Morenci city council 1.16

Written by David Green.

There’s a lot to like in the City of Morenci’s financial picture, said auditor Philip Rubley, but for the third year in a row there’s a deficit in the general fund.

“That’s the bad news of the night,” Rubley said before giving positive reports on other aspects of the city budget.

“You reduced the budget by about $18,000 in the last two years,” he said, “so you’re headed in the right direction.”

Rubley’s audit for the year ending June 30, 2007, found a deficit of $32,776. The city will be required to submit a deficit reduction plan to the state.

Council member Keith Pennington hinted that the situation has improved in the past six months.

“This report is for our fiscal year,” he said. “It does not account for anything we’ve done since June 30.”

The deficit reduction plan should make note of changes since that time, Rubley said.

Rubley noted that 28 percent of the city’s revenue comes from state funds—a figure that varies with the economy.

“I would anticipate that number to go down,” he said. “With costs soaring and revenue decreasing, you’re going to have to really watch it carefully. These are tough times, very tough.”

Rubley was pleased with the condition of the two street funds, particularly the local street fund, the utilities fund and the internal service fund (DPW).

“All of them are in pretty good shape except the general fund,” he said. “That’s the hardest one to get revenue into.”

Rubley gave the city an “unqualified opinion,” the highest rating possible for accounting practices.

He gave council a list of nine comments for consideration, none of which were listed as significant deficiencies. One significant problem is labeled as segregation of duties.

He explained this by saying that no single individual should have control over two or more phases of a financial transaction or operation. Because of the layoff of Suzette Burk last May, the separation of duties between clerk and treasurer no longer exists.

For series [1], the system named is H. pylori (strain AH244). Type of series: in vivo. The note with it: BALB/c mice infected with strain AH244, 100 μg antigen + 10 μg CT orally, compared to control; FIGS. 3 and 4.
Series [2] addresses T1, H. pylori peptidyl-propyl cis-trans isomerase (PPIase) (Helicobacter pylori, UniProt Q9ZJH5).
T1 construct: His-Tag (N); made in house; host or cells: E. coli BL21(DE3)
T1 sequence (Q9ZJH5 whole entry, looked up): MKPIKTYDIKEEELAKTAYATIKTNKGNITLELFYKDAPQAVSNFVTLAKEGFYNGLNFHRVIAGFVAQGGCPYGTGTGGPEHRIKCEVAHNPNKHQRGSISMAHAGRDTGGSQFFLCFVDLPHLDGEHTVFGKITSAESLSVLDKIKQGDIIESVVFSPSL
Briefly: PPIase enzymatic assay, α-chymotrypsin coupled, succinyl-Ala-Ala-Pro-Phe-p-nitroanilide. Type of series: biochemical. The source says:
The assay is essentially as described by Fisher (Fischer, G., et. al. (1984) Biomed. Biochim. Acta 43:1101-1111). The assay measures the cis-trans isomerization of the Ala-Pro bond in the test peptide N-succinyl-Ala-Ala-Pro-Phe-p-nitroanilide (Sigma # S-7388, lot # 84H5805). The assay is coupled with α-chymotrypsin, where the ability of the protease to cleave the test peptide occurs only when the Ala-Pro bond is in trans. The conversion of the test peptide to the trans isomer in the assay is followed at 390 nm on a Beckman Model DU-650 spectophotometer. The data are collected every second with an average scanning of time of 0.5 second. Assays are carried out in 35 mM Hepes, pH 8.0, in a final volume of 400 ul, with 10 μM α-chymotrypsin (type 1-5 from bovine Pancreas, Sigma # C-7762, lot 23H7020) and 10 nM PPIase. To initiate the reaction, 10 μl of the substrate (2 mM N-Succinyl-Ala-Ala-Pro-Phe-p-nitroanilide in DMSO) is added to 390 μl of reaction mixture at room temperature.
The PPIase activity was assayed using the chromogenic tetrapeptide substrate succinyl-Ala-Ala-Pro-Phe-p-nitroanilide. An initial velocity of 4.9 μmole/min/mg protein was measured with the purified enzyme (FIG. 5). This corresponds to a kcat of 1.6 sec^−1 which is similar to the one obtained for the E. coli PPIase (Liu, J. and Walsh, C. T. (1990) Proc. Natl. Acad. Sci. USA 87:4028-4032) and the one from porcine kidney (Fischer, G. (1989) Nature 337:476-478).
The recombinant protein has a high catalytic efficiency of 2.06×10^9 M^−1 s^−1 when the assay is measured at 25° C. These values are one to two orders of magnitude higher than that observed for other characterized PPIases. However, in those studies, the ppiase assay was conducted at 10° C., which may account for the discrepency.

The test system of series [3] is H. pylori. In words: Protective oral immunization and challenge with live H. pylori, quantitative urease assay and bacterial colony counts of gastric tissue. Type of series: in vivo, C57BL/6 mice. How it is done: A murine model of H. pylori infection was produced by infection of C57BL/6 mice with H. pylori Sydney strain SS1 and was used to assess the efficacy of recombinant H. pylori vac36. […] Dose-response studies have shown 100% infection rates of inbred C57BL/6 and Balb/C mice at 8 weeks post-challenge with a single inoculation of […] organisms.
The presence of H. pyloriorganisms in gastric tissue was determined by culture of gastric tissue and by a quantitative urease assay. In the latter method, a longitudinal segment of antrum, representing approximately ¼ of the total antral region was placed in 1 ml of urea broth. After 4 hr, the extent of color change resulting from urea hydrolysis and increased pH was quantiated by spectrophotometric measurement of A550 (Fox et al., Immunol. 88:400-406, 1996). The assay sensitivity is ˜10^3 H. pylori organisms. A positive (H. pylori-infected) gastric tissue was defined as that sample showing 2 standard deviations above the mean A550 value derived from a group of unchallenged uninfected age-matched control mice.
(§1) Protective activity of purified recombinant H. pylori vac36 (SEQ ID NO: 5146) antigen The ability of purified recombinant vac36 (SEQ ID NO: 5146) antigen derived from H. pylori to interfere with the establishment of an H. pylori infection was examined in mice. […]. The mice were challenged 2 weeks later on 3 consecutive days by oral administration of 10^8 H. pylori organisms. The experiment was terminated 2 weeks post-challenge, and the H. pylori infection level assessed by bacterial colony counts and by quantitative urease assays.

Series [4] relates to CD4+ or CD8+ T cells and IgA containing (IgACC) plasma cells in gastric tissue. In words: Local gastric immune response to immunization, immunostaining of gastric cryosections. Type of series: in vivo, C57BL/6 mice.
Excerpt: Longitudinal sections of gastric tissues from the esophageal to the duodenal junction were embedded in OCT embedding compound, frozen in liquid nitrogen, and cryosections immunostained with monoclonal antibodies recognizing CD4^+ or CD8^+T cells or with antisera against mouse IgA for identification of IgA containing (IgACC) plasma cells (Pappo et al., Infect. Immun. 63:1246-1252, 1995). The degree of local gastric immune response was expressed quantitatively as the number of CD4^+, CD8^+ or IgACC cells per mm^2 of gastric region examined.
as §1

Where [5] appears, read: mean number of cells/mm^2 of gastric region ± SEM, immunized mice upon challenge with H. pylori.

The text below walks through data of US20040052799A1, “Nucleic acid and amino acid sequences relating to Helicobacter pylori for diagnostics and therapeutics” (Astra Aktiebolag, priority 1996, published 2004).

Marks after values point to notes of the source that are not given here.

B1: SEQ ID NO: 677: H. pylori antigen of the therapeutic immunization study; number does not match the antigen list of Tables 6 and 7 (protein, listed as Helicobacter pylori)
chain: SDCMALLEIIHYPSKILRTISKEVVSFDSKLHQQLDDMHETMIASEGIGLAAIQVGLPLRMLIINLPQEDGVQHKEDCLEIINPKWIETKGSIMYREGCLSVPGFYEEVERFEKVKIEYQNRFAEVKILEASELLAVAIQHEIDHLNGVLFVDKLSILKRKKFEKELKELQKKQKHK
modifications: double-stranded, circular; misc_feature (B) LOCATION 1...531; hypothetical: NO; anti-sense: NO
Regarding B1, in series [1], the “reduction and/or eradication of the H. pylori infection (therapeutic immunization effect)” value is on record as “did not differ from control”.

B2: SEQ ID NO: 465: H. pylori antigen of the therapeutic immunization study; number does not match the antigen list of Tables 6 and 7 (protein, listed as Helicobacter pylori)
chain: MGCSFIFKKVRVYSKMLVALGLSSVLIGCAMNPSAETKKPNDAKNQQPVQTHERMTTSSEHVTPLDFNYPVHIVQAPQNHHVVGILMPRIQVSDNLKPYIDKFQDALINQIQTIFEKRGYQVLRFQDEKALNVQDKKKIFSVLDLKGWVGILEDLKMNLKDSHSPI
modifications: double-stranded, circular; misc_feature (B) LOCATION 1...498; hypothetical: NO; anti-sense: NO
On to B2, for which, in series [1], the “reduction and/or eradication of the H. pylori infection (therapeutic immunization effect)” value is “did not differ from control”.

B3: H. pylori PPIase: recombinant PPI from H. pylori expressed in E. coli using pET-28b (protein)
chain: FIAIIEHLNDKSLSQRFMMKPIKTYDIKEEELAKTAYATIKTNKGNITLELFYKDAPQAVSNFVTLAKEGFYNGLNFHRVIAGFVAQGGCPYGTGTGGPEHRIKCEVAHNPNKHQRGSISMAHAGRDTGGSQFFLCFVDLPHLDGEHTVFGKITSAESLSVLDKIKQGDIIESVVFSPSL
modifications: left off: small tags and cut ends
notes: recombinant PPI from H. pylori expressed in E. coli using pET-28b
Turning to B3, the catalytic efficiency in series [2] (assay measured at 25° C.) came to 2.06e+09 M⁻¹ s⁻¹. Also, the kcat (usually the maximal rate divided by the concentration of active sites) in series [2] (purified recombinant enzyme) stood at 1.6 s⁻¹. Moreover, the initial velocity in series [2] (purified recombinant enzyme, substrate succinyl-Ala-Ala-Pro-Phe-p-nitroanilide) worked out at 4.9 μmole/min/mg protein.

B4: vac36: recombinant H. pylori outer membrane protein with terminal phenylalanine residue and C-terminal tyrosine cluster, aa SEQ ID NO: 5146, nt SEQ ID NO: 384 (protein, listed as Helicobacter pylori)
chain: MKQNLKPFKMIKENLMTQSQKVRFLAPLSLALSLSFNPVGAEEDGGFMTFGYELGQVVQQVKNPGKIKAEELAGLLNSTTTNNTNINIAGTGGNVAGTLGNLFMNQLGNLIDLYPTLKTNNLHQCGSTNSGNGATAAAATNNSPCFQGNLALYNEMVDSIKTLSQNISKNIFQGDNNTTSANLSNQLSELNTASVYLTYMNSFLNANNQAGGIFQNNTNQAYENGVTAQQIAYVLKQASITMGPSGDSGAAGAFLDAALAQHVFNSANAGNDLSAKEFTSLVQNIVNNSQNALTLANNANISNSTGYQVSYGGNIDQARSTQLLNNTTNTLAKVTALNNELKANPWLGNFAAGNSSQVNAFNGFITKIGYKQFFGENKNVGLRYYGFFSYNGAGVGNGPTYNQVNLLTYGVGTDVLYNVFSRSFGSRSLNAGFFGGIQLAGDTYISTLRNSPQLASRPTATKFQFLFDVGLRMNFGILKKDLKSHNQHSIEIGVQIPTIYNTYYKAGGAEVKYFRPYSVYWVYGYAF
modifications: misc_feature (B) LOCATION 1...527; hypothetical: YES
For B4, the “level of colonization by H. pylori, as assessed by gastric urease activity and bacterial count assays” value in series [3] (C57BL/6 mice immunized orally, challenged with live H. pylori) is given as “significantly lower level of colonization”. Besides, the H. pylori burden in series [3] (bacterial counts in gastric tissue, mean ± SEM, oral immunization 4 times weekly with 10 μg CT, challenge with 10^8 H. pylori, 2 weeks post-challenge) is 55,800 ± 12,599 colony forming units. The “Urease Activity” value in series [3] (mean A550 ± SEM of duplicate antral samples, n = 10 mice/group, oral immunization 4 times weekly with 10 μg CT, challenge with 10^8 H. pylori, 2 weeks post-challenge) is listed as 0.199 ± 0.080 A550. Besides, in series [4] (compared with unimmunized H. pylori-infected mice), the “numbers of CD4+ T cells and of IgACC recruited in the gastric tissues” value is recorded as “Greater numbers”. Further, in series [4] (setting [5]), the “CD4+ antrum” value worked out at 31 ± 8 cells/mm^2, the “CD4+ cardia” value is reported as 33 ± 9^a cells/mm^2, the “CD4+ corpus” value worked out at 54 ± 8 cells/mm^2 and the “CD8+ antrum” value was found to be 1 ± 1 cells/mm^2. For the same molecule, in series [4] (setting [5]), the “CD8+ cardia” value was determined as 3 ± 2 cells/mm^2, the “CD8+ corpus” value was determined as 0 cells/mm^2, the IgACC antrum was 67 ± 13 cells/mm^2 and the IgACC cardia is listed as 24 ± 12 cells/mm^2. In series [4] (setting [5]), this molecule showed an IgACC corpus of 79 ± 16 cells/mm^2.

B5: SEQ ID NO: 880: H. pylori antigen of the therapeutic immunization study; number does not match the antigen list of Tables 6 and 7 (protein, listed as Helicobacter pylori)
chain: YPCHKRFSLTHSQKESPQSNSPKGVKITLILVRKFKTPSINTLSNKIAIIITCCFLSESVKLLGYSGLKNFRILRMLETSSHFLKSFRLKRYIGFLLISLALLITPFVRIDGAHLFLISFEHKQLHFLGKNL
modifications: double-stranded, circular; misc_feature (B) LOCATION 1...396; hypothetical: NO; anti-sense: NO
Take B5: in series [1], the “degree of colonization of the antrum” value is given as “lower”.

“I’m not saying there’s a problem,” Rubley said. “There’s a potential for a problem. You’ll have to take a closer look at checks and balances.”

He added that he thinks controls are in place to avoid “material problems.”

 

  • Front.tug
    MORENCI pep rallies generally end with a tug of war. The senior class entry, shown above, did not advance to the finals. Griffin Grieder, Alaina Webster, Kyle Long and Jazmin Smith are shown at the front of the rope, giving it their best effort.
  • Accident
    FAYETTE resident Patricia Stambaugh, 64, was declared dead on the scene of a single-vehicle accident Friday morning south of Morenci. Rescue units were called around 9 a.m., but as of Tuesday, law enforcement officers had not yet determined the time of the accident. According to Ohio State Highway Patrol, Stambaugh was driving west on U.S. 20 when her Chevrolet Malibu traveled off the north side of the road and down a steep embankment, coming to rest in Bean Creek (Tiffin River).
  • Athletic Fields
    SPORTS COMPLEX—Fayette’s outdoor athletic facilities will include three ball fields for summer recreation leagues at the southwest corner of the school. The baseball and softball fields, along with the running track, will be constructed on the east side of the school. Outdoor athletic fields were not part of the new school project from 2007, but voters approved a $1.4 million levy for a school addition and the sports fields last August. Both projects are scheduled to be complete by July 20.
  • Front.teacher Leading
    PRESCHOOL MUSIC—Fayette band director Jeffrey Dunford spends the last half hour of the day leading the full-day preschool class in musical activities. Additional photos are on page 7 of this week’s Observer.
  • Front.F.band
    TROMBONISTS Jake Myers (left) and Max Baker perform Friday at the annual Senior Citizens Luncheon at Fayette High School. The National Honor Society and the FFA chapter teamed up to serve a meal to area seniors and to provide musical entertainment. Both the school band and choir performed. Additional photos are on page 7 of this week’s Observer.
  • Station.2
    STRANGE STUFF—Morenci Elementary School students learn that blue isn’t really blue when seen through the right color of lens. Volunteer April Pike presents the lesson to students at one of the many stations brought to the school by the COSI science center. The theme of this year’s visit was the solar system.
  • Front.poles
    MOVING EAST—Utility workers continue their slow progress east along U.S. 20 south of Morenci. New electrical poles are put in place before wiring is moved into place.

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